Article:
The impact of amalgamation on representation will be dire. At present each councillor represents 5,000 people. If the amalgamation is usccessful each Councillor will represent more than 15,000. That will mean less access for electors and less attention from Councillors who would have vastly expanded areas and numbers of issues for their attention.

This reduction in democracy is more than of formal concern.

The state government has made no secret of the fact that it expects the new amalgamated Council to be more ‘co-operative’ on issues like the Bays Precinct, WestConnex and urban redevelopment. In other words, they expect the new Council to be less representative.

Just this week Professor Brian Dollery, Australia’s acknowledged expert on Council amalgamations was asked why the government would be so keen on amalgamations if there was such a mountain of evidence against them. His response was that he believed there was pressure put on governments by wealthy developers to amalgamate councils.

He said the government wanted to make it easier for developers to build things in NSW. “The big end of town wants fewer local councils because it is easier to get development applications approved.”

The government’s own case for amalgamations admits as much. After listing their plans for WestConnex, urban redevelopment in our area (up to 12-storeys) and the Bays Precinct (16,000 dwellings), they say: ‘A new Council will be able to better partner with the NSW Government on the implementation  of these urban priorities.’

If the new Council is oriented in this perspective it will fail to represent residents who in the cases cited expect their Council to oppose rather than partner the state government in these projects.

That expectation is well-based. By opposing state governments and their ruinous projects in the past, Leichhardt Council, for instance, has achieved environmental gains. Think Callan Park. Think Ballast Point park. Think Bicentennial Park on Rozelle Bay. All major achievements in the face of state government determination to ruin these present foreshore parks with development.

It is also worth walking the streets of Leichhardt municipality and enjoying the heritage landscape, again protected by Council against state government’s push for demolitions and higher-density development.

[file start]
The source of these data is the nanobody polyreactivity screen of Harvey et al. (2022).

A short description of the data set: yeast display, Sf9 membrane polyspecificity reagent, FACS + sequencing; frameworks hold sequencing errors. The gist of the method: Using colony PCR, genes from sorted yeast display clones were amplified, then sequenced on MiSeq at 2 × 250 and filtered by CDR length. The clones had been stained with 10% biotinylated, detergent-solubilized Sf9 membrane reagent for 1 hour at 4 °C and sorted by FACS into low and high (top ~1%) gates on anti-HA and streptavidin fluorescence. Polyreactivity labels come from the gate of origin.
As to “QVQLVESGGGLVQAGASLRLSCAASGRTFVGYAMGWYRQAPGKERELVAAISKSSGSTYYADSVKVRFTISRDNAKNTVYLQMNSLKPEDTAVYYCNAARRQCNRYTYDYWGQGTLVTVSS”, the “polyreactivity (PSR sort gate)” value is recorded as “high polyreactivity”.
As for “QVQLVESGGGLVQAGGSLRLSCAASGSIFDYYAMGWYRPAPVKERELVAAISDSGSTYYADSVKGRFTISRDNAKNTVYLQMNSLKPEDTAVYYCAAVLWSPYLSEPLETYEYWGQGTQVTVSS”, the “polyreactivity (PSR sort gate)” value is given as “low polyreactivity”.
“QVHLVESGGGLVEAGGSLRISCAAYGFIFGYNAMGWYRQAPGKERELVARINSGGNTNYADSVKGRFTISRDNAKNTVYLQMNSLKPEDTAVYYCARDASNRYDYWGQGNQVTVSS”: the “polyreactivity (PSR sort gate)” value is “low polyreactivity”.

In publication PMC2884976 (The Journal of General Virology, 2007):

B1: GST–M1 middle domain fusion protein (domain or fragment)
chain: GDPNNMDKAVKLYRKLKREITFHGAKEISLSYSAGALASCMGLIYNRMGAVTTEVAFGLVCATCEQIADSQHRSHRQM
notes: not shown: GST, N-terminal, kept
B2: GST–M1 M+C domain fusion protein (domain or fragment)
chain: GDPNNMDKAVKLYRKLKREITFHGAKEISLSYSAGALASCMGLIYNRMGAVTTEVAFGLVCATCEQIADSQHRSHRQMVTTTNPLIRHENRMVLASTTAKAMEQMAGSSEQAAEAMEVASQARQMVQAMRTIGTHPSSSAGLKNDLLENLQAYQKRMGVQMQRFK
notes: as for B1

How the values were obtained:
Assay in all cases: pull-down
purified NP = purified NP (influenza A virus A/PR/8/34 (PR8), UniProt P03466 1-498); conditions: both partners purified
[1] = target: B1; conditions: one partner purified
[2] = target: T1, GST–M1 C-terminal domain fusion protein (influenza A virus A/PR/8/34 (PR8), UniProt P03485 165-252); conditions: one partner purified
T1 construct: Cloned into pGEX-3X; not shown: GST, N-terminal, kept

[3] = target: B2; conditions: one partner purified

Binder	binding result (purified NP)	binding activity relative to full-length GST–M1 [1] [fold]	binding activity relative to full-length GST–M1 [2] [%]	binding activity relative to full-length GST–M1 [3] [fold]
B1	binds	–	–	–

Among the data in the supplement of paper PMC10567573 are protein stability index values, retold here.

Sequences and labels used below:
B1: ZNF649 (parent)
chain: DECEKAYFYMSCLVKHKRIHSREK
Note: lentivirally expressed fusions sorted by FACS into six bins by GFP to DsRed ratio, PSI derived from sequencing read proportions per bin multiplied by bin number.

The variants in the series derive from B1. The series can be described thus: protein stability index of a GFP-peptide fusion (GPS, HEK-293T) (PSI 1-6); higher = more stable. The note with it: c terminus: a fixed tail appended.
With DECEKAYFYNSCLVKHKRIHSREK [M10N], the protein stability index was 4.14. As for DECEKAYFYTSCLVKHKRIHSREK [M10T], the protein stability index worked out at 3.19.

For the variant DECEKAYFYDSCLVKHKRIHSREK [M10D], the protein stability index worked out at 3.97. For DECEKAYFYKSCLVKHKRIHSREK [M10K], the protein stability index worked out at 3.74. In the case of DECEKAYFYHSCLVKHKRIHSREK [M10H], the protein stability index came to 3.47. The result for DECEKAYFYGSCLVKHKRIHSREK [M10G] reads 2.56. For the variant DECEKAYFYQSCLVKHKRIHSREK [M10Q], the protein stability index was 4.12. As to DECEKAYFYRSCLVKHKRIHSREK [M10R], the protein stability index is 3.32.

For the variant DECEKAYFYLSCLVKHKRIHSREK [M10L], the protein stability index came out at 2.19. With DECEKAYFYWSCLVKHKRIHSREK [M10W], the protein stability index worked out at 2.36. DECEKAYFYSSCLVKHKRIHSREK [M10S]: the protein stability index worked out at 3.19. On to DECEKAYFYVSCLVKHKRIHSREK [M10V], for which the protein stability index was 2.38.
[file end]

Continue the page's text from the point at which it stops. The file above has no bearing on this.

Any impacts the merger proposal could have on the ability of the council to provide adequate, equitable and appropriate services and facilities

It appears that almost all of the so-called savings from amalgamations will come from sacking staff. (A KPMG study published in December estimated that 96% of financial savings of merging Sydney’s Councils would come from reducing Council workforces.) That means reduced services.

Any amalgamated Council is likely to be forced by state government cost-shifting or regulation to sell-off Council property, privatise services, outsource and lay off staff.

Impacts on the employment of council staff

What we know of previous amalgamations is that redundancies of service staff follow as soon as it is feasible accompanied by increases in the ranks [and remuneration] of management.

Desirability (or otherwise) of dividing the resulting area or areas into wards

Wards are part of keeping local government local. Leichhardt did experiment in the 1980s with abolishing wards in favour of a single electorate but after two elections decided to return to wards.

However introducing wards into any amalgamated council will means wards so large as to cancel out any sense of local.

Ensuring the opinions of diverse communities are effectively represented

Much larger Councils will favour the major parties who have the resources to run candidates. It will work against independents and minor parties because they will now have to campaign in a larger area. The difficulties of getting a profile and costs of campaigning will blow out to their disadvantage.

If I want to have my say what do I do now?

You can send your written submissions to or to GPO Box 5341, Sydney NSW 2001.